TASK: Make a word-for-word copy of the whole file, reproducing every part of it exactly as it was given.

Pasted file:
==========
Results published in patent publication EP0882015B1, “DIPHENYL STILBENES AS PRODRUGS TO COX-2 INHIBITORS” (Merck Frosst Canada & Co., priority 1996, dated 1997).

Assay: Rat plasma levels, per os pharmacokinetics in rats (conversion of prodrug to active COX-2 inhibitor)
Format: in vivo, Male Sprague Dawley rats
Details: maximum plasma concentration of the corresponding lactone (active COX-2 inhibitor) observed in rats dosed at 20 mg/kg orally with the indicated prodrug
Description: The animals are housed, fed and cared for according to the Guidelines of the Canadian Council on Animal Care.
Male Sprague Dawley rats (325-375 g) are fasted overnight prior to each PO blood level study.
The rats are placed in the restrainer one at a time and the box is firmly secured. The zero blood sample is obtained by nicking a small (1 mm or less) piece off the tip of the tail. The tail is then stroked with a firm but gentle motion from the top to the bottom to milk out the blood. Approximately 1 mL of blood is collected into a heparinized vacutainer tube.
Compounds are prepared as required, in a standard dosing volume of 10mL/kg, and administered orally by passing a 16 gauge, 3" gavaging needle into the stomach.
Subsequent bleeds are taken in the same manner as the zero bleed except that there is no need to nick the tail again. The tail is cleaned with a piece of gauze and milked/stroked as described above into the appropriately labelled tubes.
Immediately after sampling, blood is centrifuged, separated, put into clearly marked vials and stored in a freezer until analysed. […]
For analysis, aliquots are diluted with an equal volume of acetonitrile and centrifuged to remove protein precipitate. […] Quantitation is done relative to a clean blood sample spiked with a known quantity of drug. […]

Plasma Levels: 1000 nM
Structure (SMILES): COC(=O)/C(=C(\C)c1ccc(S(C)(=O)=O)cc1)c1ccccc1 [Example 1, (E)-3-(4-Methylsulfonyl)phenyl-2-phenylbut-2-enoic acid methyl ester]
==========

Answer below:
Results published in patent publication EP0882015B1, “DIPHENYL STILBENES AS PRODRUGS TO COX-2 INHIBITORS” (Merck Frosst Canada & Co., priority 1996, dated 1997).

Assay: Rat plasma levels, per os pharmacokinetics in rats (conversion of prodrug to active COX-2 inhibitor)
Format: in vivo, Male Sprague Dawley rats
Details: maximum plasma concentration of the corresponding lactone (active COX-2 inhibitor) observed in rats dosed at 20 mg/kg orally with the indicated prodrug
Description: The animals are housed, fed and cared for according to the Guidelines of the Canadian Council on Animal Care.
Male Sprague Dawley rats (325-375 g) are fasted overnight prior to each PO blood level study.
The rats are placed in the restrainer one at a time and the box is firmly secured. The zero blood sample is obtained by nicking a small (1 mm or less) piece off the tip of the tail. The tail is then stroked with a firm but gentle motion from the top to the bottom to milk out the blood. Approximately 1 mL of blood is collected into a heparinized vacutainer tube.
Compounds are prepared as required, in a standard dosing volume of 10mL/kg, and administered orally by passing a 16 gauge, 3" gavaging needle into the stomach.
Subsequent bleeds are taken in the same manner as the zero bleed except that there is no need to nick the tail again. The tail is cleaned with a piece of gauze and milked/stroked as described above into the appropriately labelled tubes.
Immediately after sampling, blood is centrifuged, separated, put into clearly marked vials and stored in a freezer until analysed. […]
For analysis, aliquots are diluted with an equal volume of acetonitrile and centrifuged to remove protein precipitate. […] Quantitation is done relative to a clean blood sample spiked with a known quantity of drug. […]

Plasma Levels: 1000 nM
Structure (SMILES): COC(=O)/C(=C(\C)c1ccc(S(C)(=O)=O)cc1)c1ccccc1 [Example 1, (E)-3-(4-Methylsulfonyl)phenyl-2-phenylbut-2-enoic acid methyl ester]